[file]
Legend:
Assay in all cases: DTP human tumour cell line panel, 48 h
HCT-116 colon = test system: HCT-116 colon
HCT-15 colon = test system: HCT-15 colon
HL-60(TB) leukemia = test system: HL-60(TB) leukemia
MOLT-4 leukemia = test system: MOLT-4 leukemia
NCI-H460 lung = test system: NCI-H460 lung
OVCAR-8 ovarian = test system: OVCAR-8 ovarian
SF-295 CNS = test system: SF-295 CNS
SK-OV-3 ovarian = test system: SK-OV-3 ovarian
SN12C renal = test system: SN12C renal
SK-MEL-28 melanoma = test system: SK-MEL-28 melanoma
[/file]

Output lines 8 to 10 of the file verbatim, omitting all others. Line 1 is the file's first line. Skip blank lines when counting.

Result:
OVCAR-8 ovarian = test system: OVCAR-8 ovarian
SF-295 CNS = test system: SF-295 CNS
SK-OV-3 ovarian = test system: SK-OV-3 ovarian